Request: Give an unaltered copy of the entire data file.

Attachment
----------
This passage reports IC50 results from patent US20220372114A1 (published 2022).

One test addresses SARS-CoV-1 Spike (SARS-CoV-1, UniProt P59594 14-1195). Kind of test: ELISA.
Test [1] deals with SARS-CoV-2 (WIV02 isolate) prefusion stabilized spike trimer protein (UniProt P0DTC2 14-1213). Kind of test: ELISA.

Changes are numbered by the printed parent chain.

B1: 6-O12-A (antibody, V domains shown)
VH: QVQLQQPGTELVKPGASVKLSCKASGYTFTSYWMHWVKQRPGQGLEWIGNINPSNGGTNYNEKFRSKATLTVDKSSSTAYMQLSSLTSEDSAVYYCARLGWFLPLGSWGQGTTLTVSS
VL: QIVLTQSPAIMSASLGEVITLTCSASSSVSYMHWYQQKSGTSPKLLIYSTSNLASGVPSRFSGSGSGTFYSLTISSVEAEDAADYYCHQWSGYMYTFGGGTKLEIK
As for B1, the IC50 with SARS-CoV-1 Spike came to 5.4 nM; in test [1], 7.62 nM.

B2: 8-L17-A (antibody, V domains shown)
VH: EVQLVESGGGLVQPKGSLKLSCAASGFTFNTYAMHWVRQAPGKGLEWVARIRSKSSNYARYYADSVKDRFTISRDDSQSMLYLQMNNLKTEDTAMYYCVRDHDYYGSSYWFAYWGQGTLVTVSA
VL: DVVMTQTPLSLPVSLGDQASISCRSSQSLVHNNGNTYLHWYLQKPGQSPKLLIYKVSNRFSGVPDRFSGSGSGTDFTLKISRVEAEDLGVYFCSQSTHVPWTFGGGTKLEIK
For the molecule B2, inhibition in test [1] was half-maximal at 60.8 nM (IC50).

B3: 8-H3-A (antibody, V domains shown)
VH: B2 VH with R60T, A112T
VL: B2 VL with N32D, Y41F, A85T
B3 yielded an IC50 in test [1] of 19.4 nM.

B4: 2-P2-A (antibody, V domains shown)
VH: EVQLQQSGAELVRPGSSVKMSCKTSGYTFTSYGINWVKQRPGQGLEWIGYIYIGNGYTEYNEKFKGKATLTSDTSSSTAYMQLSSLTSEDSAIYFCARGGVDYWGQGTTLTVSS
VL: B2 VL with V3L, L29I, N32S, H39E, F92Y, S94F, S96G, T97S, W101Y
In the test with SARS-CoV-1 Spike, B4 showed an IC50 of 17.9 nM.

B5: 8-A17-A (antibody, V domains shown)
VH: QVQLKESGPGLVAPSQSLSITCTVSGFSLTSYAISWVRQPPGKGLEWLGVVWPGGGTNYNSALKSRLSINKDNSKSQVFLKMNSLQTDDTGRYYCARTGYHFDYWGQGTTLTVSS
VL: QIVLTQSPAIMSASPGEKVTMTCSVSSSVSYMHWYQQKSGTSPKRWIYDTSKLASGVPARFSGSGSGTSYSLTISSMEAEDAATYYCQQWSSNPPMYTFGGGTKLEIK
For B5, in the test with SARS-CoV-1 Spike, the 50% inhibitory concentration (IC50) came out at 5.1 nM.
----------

This passage reports IC50 results from patent US20220372114A1 (published 2022).

One test addresses SARS-CoV-1 Spike (SARS-CoV-1, UniProt P59594 14-1195). Kind of test: ELISA.
Test [1] deals with SARS-CoV-2 (WIV02 isolate) prefusion stabilized spike trimer protein (UniProt P0DTC2 14-1213). Kind of test: ELISA.

Changes are numbered by the printed parent chain.

B1: 6-O12-A (antibody, V domains shown)
VH: QVQLQQPGTELVKPGASVKLSCKASGYTFTSYWMHWVKQRPGQGLEWIGNINPSNGGTNYNEKFRSKATLTVDKSSSTAYMQLSSLTSEDSAVYYCARLGWFLPLGSWGQGTTLTVSS
VL: QIVLTQSPAIMSASLGEVITLTCSASSSVSYMHWYQQKSGTSPKLLIYSTSNLASGVPSRFSGSGSGTFYSLTISSVEAEDAADYYCHQWSGYMYTFGGGTKLEIK
As for B1, the IC50 with SARS-CoV-1 Spike came to 5.4 nM; in test [1], 7.62 nM.

B2: 8-L17-A (antibody, V domains shown)
VH: EVQLVESGGGLVQPKGSLKLSCAASGFTFNTYAMHWVRQAPGKGLEWVARIRSKSSNYARYYADSVKDRFTISRDDSQSMLYLQMNNLKTEDTAMYYCVRDHDYYGSSYWFAYWGQGTLVTVSA
VL: DVVMTQTPLSLPVSLGDQASISCRSSQSLVHNNGNTYLHWYLQKPGQSPKLLIYKVSNRFSGVPDRFSGSGSGTDFTLKISRVEAEDLGVYFCSQSTHVPWTFGGGTKLEIK
For the molecule B2, inhibition in test [1] was half-maximal at 60.8 nM (IC50).

B3: 8-H3-A (antibody, V domains shown)
VH: B2 VH with R60T, A112T
VL: B2 VL with N32D, Y41F, A85T
B3 yielded an IC50 in test [1] of 19.4 nM.

B4: 2-P2-A (antibody, V domains shown)
VH: EVQLQQSGAELVRPGSSVKMSCKTSGYTFTSYGINWVKQRPGQGLEWIGYIYIGNGYTEYNEKFKGKATLTSDTSSSTAYMQLSSLTSEDSAIYFCARGGVDYWGQGTTLTVSS
VL: B2 VL with V3L, L29I, N32S, H39E, F92Y, S94F, S96G, T97S, W101Y
In the test with SARS-CoV-1 Spike, B4 showed an IC50 of 17.9 nM.

B5: 8-A17-A (antibody, V domains shown)
VH: QVQLKESGPGLVAPSQSLSITCTVSGFSLTSYAISWVRQPPGKGLEWLGVVWPGGGTNYNSALKSRLSINKDNSKSQVFLKMNSLQTDDTGRYYCARTGYHFDYWGQGTTLTVSS
VL: QIVLTQSPAIMSASPGEKVTMTCSVSSSVSYMHWYQQKSGTSPKRWIYDTSKLASGVPARFSGSGSGTSYSLTISSMEAEDAATYYCQQWSSNPPMYTFGGGTKLEIK
For B5, in the test with SARS-CoV-1 Spike, the 50% inhibitory concentration (IC50) came out at 5.1 nM.